Birkinshaw, Hamel, and Mol
innovation is studied, since there are several possible models that could be followed. Management Innovation and Management Fashion We have argued that the management innovation process is triggered when the market for fashion fails—that is, when an organization pursues its own novel practice rather than one suggested by the fashion-setting community. However, this argument obscures the important point that, in many ways, the management fashion process has important similarities to the management innovation process: both involve significant roles for internal change agents (Abrahamson  calls them “users” of management fashions) and external change agents (“suppliers” of management fashions), as well as complex interactions between the two. And both can be framed in evolutionary language—in terms of the introduction of something new to the organization that subsequently gets selected and retained, or not. A useful direction for future research, then, will be to look more closely at how the processes of management innovation and management fashion interact. It may be possible, for example, to identify ways in which external change agents, such as consultants, influence the emergence of management innovation, either by suppressing the level of novelty in the focal organization’s chosen solution (e.g., by pushing their own off-theshelf solutions, regardless of the user’s agenda) or by enhancing it (e.g., by encouraging users to develop their own agendas and by putting forward ideas with interpretive viability). Another approach might be to examine the conditions under which a management innovation gets picked up by the fashion-setting community and turned into a management fashion. At an abstract level such practices are likely to have highly “progressive” and contemporary labels (Abrahamson, 1996) and are likely to exhibit high levels of external change agent involvement, but there is room for a much greater level of clarity on what these conditions look like in detail. Management Innovation and Firm Performance While our focus in this article was primarily on process issues, questions about why individuals engage in management innovation and the extent
to which management innovation helps organizations to fulfill their goals are equally important. It seems likely, for example, that certain management innovations will offer more potential for competitive advantage than others, depending on the extent to which they are valuable, rare, and hard to imitate (Barney, 1991), but this argument remains open to empirical testing. The consequences of management innovation are complex, because so many different stakeholders are potentially affected. It is necessary to separate out at least three different sets of consequences: (1) the impact of management innovation on various performance metrics inside the innovating firm; (2) the impact on the performance and legitimacy of subsequent adopters of the innovation; and (3) the benefits of management innovation to society as a whole, in terms of improvements of such things as productivity or quality of work life. As noted earlier, there has been some research on the second of these (e.g., Staw & Epstein, 2000), but the first and third remain largely unexplored. Future research might therefore examine why certain types of management innovation take longer to yield dividends than others, whether some management innovations spur waves of related innovation, and how often and under what circumstances management innovation creates firm-specific competitive advantage. The Role of Academia in Management Innovation Finally, this article offers some initial thoughts on the role academics can play in the process of management innovation. Like Abrahamson and Fairchild (2001), we are concerned that academics may be losing out to other members of the fashionsetting community, such as consultants and gurus, in terms of their ability to influence practice. Our framework suggests some possible ways forward. One is for academics to become more creative in the development of new ideas and thought experiments that organizations might put into practice. Another is to become more engaged in the activity we call “idea testing,” whereby the academic engages closely with the focal organization and brings his or her insight to bear on the particular problem the organization is grappling with. This concept of engaged scholarship (Van de Ven & Johnson, 2006) has a long history, but its legitimacy as a valid form of scholarship has faltered in recent decades. Another alternative is a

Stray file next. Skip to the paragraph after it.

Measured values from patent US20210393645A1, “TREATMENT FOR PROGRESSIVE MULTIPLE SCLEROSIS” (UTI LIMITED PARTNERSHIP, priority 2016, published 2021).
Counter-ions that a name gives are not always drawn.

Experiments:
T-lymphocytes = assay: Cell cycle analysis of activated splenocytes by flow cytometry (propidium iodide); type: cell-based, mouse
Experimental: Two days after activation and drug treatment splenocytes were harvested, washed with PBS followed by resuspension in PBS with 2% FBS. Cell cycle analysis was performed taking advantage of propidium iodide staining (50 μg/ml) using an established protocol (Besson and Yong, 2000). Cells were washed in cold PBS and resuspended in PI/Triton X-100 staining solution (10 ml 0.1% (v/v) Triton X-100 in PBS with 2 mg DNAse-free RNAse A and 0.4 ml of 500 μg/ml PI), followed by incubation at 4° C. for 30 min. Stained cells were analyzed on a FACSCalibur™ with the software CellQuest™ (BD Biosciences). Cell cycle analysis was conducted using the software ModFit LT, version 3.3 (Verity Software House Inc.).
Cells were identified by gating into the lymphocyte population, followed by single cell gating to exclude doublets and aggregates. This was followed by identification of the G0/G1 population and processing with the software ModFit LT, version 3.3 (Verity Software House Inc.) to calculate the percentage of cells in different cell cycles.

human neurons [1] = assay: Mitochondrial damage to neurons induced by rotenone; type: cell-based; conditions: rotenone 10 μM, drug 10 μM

Academy of Management Review
management innovation laboratory, such as London Business Schools’ MLab, where researchers and practitioners come together to develop new practices in partnership. These suggestions require further exploration, both in terms of the nature of the interventions they would require and in the outcomes they would achieve. They also challenge many of the traditional orthodoxies of the profession, in that they are likely to involve new methodologies that are unproven and hard to implement. But we believe they are worth pursuing. A more active role for management scholars in the process of management innovation would be of value to innovating organizations, and it would allow them to reclaim their previously influential role as creators of both new and useful management knowledge. REFERENCES Abrahamson, E. 1991. Managerial fads and fashions: The diffusion and rejection of innovations. Academy of Management Review, 16: 586 – 612. Abrahamson, E. 1996. Management fashion. Academy of Management Review, 21: 254 –285. Abrahamson, E. 1997. The emergence and prevalence of employee management rhetorics: The effects of long waves, labor unions, and turnover, 1875 to 1992. Academy of Management Journal, 40: 491–533. Abrahamson, E., & Fairchild, G. 1999. Management fashion: Lifecycles, triggers, and collective learning processes. Administrative Science Quarterly, 44: 708 –740. Abrahamson, E., & Fairchild, G. 2001. Knowledge industries and idea entrepreneurs. In C. B. Schoonhoven & E. Romanelli (Eds.), The entrepreneurship dynamic in industry evolution: 147–177. Stanford, CA: Stanford University Press.